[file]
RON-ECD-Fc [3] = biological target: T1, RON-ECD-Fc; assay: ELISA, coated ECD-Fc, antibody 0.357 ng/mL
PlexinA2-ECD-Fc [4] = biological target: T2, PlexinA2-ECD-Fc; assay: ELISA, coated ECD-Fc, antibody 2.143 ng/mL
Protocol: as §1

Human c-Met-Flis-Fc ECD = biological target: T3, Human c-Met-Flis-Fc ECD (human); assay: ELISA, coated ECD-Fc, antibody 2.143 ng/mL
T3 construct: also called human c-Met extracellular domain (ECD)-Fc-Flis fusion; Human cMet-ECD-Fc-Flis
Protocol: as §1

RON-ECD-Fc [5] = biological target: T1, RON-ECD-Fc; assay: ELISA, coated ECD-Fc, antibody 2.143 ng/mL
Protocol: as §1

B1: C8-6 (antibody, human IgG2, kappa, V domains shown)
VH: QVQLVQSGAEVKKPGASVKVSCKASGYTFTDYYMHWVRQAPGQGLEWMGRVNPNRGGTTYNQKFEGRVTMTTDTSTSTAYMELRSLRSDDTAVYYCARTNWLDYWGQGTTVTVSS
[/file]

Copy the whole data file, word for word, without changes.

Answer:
RON-ECD-Fc [3] = biological target: T1, RON-ECD-Fc; assay: ELISA, coated ECD-Fc, antibody 0.357 ng/mL
PlexinA2-ECD-Fc [4] = biological target: T2, PlexinA2-ECD-Fc; assay: ELISA, coated ECD-Fc, antibody 2.143 ng/mL
Protocol: as §1

Human c-Met-Flis-Fc ECD = biological target: T3, Human c-Met-Flis-Fc ECD (human); assay: ELISA, coated ECD-Fc, antibody 2.143 ng/mL
T3 construct: also called human c-Met extracellular domain (ECD)-Fc-Flis fusion; Human cMet-ECD-Fc-Flis
Protocol: as §1

RON-ECD-Fc [5] = biological target: T1, RON-ECD-Fc; assay: ELISA, coated ECD-Fc, antibody 2.143 ng/mL
Protocol: as §1

B1: C8-6 (antibody, human IgG2, kappa, V domains shown)
VH: QVQLVQSGAEVKKPGASVKVSCKASGYTFTDYYMHWVRQAPGQGLEWMGRVNPNRGGTTYNQKFEGRVTMTTDTSTSTAYMELRSLRSDDTAVYYCARTNWLDYWGQGTTVTVSS